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Vietnam has certainly had its ups and downs through history. But having opened its doors to tourists many years ago, it’s a country that is perfect to photograph. From the bustling chaos of the cities to the picturesque and rural northern regions, its an ideal place to add to your photography portfolio.
Unfortunately the days of Vietnam being a mystery are over. Go to any image library and type in Halong Bay or Saigon and see how many images come up. To capture stand out images you need to seek out new places.
For example, I wasn’t expecting to find a scene as iconic as the one above when I was exploring a monastery on the outskirts of Dalat. As I walked up I noticed that the trees on either side were providing a natural frame for the giant Buddha, but I also wanted a human element in the shot. A few minutes later a group of Vietnamese women began walking up the steps so I started shooting until they reached the top and chose the best composition later in post production.
When possible, book a hotel with a roof terrace or balcony as this is one of the best ways of getting great shots of your surroundings. And as hotels in Vietnam are so affordable you should have a whole host of places to choose from. I stayed in this hotel in Ho Chi Minh (Saigon) next to the Ben Than market because of it’s high, vast roof which provided me with a 360 degree view of the city. So during my stay I tried shooting at different times of the day until I was happy with the results.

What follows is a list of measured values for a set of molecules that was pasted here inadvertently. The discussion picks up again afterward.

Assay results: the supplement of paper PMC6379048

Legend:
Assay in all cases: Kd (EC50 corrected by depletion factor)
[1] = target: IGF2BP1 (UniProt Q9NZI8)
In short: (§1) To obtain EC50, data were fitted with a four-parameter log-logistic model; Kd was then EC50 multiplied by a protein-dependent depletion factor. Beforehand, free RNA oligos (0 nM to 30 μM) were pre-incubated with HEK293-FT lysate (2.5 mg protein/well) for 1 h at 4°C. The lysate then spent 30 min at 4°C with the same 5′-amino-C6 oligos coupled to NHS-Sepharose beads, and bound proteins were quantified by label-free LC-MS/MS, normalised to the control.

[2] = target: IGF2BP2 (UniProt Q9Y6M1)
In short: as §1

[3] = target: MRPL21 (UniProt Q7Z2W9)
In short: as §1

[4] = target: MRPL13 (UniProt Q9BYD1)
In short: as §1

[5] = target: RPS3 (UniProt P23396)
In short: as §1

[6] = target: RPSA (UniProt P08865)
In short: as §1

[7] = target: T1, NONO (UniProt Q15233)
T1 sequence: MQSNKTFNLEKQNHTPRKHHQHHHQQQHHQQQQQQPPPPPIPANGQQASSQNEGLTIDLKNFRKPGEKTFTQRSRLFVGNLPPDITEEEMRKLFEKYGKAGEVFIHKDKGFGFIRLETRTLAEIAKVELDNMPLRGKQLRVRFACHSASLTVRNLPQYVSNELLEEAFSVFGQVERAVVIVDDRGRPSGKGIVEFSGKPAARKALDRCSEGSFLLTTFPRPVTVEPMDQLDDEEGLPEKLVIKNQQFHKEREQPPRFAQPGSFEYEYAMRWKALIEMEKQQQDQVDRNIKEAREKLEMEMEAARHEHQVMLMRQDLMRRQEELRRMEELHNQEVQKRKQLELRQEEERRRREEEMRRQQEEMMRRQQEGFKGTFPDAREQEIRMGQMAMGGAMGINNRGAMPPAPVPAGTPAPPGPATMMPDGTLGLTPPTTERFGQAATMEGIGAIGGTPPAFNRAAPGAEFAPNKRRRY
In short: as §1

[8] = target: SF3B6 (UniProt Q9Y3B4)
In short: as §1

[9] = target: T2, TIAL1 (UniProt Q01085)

One of the things that really struck me about Vietnam was the pace of everyday life, and as a photographer you always need to be on the lookout and ready for opportunities. Your camera should be out of its case or bag, switched on and with the lens cap off.
The last thing you want is to miss a great opportunity because you weren’t prepared and always beware of thieves. For the shot above I was standing in a market when I noticed a young local girl opposite looking at me.
I knew I only had a few seconds to get the shot before she moved or my view was obstructed so I quickly lifted my camera, pointed to it so that she knew I was going to take her picture and managed to capture two shots before she shied away. One was blurred the other was this.
Vietnamese markets are a great way of getting close to the buzz of everyday life, and should absolutely be on every photographer’s shot list. Try to capture people, whether it be shoppers or market vendors going about their day to give your images a sense of realism without looking posed or contrived.
Robert Capa, a famous war photographer, once said “If your pictures aren’t good enough, you aren’t close enough”. Sometimes, even though the wider shot can make a good photo, finding something within it for a close up could make a fantastic photo.
The image above is of some money left at a shrine in a small, local temple. A photo of the temple would have been one of thousands and the shrine wasn’t visually appealing so I chose to take a unique, close up shot of the money offering instead.
One of the most fascinating things about Vietnam is the difference between it’s cities and towns from one another. From the ordered chaos of Hanoi to the serenity and beauty of Hoi An, it’s our job as photographers to capture that in a picture. For me the image above defines Hoi An and captures its beauty and calmness. So when exploring a city, a town or a village think about how you could show that place in just one picture.
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